Being able to share ideas has always given me a creative buzz! This desire to share began long, long ago when I first found a pencil squashed under the toe of an elephant which had been standing in the middle of the living room blocking my television viewing.
Once I set the pencil free, the elephant disappeared, the television was abandoned and the pencil and I set off on a lifelong adventure in thought. With my friend the pencil in hand I am amazed even today at the journeys we continue to embark upon together!
A personal journey exploring the nature of picture book creation
Since a very young age I can only remember wanting to copy images from books and objects from life, render them in whatever medium was at hand and then show the results to my parents in the hope that they would praise my efforts.
Today as I still attempt to master my art, nothing has changed except perhaps the extent of my audience. Over the years I have spent much of my life thinking practicing and going through the sheer hard work that is required in order to present my work. I do not see this work as illustration but rather an exploration of the most exciting way I can think of to present ideas in a book format. Now, with the introduction of new technologies which appear to be evolving at such a rapid rate, the skills required to complete this self imposed discipline are becoming multiplied.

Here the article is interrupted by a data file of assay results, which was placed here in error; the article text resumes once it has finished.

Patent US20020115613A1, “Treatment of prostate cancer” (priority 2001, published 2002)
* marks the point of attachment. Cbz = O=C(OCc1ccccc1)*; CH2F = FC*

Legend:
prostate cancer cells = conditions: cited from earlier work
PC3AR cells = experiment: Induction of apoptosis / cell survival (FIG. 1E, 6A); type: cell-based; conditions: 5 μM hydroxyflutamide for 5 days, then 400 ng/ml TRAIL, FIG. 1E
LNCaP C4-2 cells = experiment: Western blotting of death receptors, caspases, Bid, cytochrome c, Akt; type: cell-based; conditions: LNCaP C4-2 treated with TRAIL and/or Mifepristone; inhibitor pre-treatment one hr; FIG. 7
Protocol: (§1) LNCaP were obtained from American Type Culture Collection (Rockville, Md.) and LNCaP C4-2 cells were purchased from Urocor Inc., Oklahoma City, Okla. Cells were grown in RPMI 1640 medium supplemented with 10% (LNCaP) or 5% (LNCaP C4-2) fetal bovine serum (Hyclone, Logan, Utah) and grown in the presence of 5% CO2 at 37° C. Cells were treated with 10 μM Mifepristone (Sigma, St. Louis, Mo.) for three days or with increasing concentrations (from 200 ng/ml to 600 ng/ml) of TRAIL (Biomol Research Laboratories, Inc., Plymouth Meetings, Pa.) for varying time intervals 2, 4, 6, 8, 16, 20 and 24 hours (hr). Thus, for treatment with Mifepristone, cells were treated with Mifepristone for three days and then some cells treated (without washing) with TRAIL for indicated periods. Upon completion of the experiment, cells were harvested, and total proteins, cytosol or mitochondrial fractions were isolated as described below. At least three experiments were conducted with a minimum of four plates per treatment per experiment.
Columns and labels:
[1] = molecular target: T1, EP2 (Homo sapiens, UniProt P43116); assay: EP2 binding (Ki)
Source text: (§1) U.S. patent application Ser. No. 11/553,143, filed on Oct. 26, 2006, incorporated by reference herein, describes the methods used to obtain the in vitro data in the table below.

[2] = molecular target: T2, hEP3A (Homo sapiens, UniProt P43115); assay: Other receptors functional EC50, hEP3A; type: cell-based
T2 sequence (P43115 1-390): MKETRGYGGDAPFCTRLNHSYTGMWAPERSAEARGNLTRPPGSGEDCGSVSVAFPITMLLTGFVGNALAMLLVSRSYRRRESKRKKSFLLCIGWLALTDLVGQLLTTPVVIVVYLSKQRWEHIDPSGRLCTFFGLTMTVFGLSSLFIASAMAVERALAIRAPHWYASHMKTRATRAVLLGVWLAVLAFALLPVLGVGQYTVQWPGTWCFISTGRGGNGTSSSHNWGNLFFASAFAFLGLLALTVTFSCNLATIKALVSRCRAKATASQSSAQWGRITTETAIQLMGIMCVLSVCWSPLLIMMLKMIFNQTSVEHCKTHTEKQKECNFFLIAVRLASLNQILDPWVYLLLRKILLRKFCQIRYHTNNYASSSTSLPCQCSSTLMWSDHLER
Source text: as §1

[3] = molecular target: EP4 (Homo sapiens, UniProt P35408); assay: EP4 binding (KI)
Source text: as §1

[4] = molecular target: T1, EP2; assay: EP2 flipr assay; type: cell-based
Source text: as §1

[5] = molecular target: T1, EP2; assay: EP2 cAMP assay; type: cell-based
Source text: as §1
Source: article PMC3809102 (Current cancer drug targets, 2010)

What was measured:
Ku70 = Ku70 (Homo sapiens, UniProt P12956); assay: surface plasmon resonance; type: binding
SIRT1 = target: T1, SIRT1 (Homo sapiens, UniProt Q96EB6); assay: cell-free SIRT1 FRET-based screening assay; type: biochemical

As I begin to explore the possibilities of these new and exciting technological advances, itis no longer enough for me to just consider how images marry with text in a hard copy printed and bound volume. Instead I am required to think what medium I will be presenting my ideas through and in turn these decisions now inform my practice. This website is only an introduction to the work I create, but you are very welcome to have a glance through with the hope that there may be something here that interests you.
Andrew has illustrated books on various aspects of Irish mythology including The Creatures of Celtic Myth, The Field Guide to Irish Fairies and The Dark Spirit.
Since 2007, he has illustrated a series of popular children’s picture books: Gaiscíoch na Beilte Uaine (Bisto shortlist, Ibby Award and Réics Carló Award 2007); Balor (Réics Carló Award 2009); An Gréasaí Bróg agus na Sióga (Bisto & Réics Carló shortlists 2010, R.A.I winner 2011); Mac Rí Éireann (Réics Carló Award, Bisto illustration winner and R.A.I winner 2011); Ó Chrann go Crann (CBI shortlist, Réics Carló Award 2012 and R.A.I. award 2013); Pop! ( Réics Carló shortlist 2014) ; An tÉan Órga ( R.A.I..shortlist 2015)
In 2011, Andrew received the Bisto honorary award for book illustration.
In partnership with Caitríona Nic Sheáin, Andrew has co-written and illustrated three books of fiction for children, Cogito, Pop! and Cúraille i gCeannas.
Now for some other stuff
I was born in Belfast City and at the age of four was whisked off by my parents to Scotland. We lived in a little two bedroom gatehouse on the edge of a wood in a little Scottish hamlet called Hartwood. This is where I first remember beginning to draw. It was really all The Lone Ranger’s fault as he sat astride his white horse called Trigger on the cover of a jigsaw box. I can remember drawing him with his black face mask thinking how cool it was to be able to take a pencil and paper and create my own version of this photograph. All of my drawing at this time involved copying photographs and illustrations from books and other printed matter.